Review: Radio Silence by Alice Oseman

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Goodreads | Waterstones

Frances Janvier spends most of her time studying.
Everyone knows Aled Last as that quiet boy who gets straight As.
You probably think that they are going to fall in love or something. Since he is a boy and she is a girl.
They don’t. They make a podcast.
In a world determined to shut them up, knock them down, and set them on a cookie cutter life path, Frances and Aled struggle to find their voices over the course of one life-changing year. Will they have the courage to show everyone who they really are? Or will they be met with radio silence?

This was my last Alice Oseman novel and I had no idea that I would fall in love with it the way I did. I’ve heard mixed things about this and I was unsure how I would feel about it. Even the first hundred pages or so, I was unsure about it and how I would end up feeling about it by the end of the book.

And then I absolutely fell for it. Oseman has a way of writing that has this raw and beautiful honesty, like the characters are speaking directly to you. Like they are hiding nothing. And they are broken, and they are emotional, and they are real. I loved them for it.

I wonder- if nobody is listening to my voice,

This story follows Frances, the listener of a podcast, and Aled, the creator. It is about how they find each other in a time when they both need somebody to save them. It is about friendship, not romance, which felt so refreshing. I love how Oseman decided to write about a friendship and face it up front, even addressing it in the book (You probably think that Aled Last and I are going to fall in love or something. Since he is a boy and I am a girl. I just wanted to say—we don’t). It felt so amazing to have such a diverse cast of characters with different friendships and relationships, with no relationship being the focus of the story.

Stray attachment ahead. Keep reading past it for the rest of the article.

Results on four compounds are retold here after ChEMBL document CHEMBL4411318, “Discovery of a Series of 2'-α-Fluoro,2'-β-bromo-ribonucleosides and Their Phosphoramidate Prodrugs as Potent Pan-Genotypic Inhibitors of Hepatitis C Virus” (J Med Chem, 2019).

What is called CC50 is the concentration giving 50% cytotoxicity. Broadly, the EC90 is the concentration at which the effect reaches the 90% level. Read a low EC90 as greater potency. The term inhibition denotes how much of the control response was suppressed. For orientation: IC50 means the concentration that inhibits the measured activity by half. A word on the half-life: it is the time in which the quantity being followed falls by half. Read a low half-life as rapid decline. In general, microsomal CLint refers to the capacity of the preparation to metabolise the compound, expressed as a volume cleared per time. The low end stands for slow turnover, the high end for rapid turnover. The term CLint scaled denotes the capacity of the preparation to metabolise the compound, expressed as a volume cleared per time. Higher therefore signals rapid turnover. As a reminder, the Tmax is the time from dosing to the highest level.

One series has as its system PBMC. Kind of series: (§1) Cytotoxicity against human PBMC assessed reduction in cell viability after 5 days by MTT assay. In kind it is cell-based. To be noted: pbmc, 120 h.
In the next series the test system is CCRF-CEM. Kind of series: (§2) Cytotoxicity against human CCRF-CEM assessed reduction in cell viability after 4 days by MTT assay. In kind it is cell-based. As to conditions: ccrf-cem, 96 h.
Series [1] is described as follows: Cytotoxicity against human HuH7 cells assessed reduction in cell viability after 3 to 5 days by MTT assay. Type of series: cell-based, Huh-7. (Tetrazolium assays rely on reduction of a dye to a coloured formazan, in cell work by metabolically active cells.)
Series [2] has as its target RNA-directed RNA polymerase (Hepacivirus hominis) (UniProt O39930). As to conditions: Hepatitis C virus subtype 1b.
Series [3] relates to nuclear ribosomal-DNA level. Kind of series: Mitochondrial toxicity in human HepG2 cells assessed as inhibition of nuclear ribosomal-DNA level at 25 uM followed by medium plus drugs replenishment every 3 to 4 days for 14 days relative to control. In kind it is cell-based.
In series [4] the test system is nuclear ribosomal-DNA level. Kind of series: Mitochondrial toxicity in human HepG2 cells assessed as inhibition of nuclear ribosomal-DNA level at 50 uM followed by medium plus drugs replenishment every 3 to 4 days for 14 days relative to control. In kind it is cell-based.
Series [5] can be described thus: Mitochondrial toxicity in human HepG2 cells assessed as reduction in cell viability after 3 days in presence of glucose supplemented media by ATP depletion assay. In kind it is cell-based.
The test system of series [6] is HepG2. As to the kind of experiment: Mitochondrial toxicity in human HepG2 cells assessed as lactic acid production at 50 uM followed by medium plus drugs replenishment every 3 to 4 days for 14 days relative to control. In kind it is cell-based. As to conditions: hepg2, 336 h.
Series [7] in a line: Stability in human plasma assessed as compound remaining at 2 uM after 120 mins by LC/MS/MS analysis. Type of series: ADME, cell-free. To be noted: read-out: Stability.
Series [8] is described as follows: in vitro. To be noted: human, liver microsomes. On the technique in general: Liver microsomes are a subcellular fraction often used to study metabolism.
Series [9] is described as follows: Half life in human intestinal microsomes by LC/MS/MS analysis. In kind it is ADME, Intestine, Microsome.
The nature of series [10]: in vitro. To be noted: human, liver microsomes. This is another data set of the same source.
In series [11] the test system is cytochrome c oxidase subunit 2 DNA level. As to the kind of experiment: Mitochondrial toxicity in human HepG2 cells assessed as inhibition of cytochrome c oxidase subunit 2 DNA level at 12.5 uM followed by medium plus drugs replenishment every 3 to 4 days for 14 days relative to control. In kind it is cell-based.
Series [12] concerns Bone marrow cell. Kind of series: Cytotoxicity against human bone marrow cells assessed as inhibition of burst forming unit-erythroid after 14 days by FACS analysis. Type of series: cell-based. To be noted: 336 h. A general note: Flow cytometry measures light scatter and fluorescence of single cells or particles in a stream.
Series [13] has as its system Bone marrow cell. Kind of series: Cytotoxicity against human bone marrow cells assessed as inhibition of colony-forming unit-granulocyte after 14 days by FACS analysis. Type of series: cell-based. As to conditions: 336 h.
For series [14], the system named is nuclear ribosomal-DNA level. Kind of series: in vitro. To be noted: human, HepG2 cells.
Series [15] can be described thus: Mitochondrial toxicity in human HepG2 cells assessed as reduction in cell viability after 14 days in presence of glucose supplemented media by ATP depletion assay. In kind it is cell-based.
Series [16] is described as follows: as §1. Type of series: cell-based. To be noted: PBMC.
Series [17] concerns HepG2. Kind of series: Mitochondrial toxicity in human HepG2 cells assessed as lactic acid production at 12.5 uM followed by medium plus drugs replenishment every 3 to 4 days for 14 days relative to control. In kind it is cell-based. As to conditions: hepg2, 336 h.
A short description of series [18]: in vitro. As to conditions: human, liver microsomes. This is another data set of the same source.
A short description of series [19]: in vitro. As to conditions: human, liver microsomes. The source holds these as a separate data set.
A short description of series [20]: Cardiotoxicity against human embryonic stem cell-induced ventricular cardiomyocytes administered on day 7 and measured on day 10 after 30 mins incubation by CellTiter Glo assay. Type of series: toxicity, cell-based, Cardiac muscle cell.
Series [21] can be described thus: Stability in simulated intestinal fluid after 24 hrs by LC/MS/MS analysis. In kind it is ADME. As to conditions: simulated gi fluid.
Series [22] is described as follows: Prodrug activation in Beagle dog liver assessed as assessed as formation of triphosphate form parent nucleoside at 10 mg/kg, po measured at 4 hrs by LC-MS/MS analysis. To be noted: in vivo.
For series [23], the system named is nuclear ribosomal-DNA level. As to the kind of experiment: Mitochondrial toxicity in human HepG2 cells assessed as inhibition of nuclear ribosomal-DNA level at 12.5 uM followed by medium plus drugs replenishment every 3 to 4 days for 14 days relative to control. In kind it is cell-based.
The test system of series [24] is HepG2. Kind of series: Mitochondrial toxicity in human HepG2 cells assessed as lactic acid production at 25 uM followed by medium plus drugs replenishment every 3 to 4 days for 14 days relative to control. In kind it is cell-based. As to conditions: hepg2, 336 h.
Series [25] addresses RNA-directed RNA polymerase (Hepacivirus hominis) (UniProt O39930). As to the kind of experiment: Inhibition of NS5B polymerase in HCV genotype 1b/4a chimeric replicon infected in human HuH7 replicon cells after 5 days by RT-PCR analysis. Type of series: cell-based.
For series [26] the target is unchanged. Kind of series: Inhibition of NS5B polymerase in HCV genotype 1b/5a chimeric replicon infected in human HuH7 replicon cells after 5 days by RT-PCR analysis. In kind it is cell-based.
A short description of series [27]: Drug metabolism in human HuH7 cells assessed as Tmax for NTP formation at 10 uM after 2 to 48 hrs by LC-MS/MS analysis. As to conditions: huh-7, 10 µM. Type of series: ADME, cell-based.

It dealt closely with sexuality in places, with one of the characters discussing demisexuality which I was surprised by and absolutely warmed my heart, identifying as demi myself. This book also dealt with emotional abuse and family issues, all the while showing an absolutely heart warming family in Frances and her mum that felt so incredibly well done. The diverse friendship group was amazing and supported each other through everything. I loved them.

The plot had just enough mystery in it that I never wanted to put it down, and I read this in less than 24 hours. I read some of it on audio, but at least half in physical format, and I couldn’t put it down. The podcast being woven into the story played into this, as I wanted to find out what happened in the Universe City world too.

am I making any sound at all?

It also discussed a lot of issues surrounding school and university, which as somebody who could be classed as a ‘school refuser’ at one point in my life, I related to and found it such an important conversation which I’m so glad Oseman faced head on. It was fascinating and encouraging to see a book that talked about healthy alternatives to higher education, and I loved it.

Overall, wow did this blow me away. I had no idea how much I would fall for it and that it would become my favourite Oseman book!

★★★★★
5 out of 5 stars

-Beth

May your shelves forever overflow with books! ☽

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